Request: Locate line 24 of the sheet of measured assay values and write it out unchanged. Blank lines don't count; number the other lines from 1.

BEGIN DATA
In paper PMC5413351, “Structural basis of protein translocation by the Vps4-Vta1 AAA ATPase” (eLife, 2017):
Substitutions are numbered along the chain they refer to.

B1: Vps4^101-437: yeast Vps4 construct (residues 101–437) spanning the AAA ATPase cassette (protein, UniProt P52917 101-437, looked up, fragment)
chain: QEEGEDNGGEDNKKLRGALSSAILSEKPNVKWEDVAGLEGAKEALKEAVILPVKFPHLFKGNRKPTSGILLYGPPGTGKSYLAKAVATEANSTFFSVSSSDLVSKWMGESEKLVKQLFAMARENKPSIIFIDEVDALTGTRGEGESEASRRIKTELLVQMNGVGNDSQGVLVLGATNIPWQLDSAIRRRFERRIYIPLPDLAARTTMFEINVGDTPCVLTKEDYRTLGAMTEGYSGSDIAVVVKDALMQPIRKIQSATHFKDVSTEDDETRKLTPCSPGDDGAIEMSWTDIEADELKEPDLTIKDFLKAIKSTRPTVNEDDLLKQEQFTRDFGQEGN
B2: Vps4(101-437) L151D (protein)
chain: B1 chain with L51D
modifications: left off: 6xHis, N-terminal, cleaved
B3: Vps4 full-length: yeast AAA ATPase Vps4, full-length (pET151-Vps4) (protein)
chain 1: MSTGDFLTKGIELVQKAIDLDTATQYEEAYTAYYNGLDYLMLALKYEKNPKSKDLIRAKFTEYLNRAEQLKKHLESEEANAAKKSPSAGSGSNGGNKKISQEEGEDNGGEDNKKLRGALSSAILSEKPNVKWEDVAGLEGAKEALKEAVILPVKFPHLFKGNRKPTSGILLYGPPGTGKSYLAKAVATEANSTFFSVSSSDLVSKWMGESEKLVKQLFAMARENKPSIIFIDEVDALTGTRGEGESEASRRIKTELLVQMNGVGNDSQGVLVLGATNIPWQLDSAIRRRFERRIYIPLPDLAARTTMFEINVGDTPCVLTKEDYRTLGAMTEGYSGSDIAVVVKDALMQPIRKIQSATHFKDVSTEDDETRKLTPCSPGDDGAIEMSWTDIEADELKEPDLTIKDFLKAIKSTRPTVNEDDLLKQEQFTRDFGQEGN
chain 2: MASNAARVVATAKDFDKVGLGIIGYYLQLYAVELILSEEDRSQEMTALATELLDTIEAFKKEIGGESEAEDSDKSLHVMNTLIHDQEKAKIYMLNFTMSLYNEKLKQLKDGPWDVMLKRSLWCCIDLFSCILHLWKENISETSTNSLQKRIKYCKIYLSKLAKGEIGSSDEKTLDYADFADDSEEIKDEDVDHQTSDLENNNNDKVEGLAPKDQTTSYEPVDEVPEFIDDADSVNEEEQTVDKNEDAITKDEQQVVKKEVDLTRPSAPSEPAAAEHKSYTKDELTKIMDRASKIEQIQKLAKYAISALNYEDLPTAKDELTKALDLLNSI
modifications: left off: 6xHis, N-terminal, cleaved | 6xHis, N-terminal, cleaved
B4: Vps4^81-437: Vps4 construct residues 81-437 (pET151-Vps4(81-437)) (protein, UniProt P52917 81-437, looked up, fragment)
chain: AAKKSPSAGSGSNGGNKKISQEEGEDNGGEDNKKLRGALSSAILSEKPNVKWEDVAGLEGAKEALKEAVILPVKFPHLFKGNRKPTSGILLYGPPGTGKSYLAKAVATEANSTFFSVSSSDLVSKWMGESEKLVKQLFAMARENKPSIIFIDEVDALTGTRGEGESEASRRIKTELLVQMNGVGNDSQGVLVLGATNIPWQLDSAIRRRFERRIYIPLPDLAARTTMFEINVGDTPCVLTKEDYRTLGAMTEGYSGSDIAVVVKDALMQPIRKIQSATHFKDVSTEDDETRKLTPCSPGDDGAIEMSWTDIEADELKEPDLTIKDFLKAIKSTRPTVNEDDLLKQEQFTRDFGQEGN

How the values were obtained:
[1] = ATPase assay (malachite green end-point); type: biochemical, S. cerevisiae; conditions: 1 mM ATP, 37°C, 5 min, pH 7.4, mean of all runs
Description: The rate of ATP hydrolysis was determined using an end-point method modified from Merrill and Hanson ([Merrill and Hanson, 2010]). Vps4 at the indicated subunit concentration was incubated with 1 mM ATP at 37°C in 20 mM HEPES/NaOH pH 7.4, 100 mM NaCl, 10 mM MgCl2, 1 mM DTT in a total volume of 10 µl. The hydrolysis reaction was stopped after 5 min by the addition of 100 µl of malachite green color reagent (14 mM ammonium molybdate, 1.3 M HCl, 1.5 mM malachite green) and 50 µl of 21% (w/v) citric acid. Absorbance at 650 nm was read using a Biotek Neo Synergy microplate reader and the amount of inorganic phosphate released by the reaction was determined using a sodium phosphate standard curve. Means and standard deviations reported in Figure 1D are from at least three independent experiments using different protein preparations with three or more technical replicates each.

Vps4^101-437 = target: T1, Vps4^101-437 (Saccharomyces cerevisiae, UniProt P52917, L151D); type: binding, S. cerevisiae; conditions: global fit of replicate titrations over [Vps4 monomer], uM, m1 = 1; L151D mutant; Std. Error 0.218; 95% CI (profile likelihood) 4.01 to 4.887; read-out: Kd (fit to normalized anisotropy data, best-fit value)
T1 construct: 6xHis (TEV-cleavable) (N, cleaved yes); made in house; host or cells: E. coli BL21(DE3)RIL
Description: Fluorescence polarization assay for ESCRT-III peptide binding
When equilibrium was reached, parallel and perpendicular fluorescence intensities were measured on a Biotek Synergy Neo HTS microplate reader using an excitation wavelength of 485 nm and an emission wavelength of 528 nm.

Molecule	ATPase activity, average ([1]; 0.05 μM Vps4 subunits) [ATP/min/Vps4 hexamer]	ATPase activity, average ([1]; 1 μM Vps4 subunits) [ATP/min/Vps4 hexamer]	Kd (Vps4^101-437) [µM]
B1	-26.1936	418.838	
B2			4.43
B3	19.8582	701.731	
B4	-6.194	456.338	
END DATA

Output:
B3	19.8582	701.731	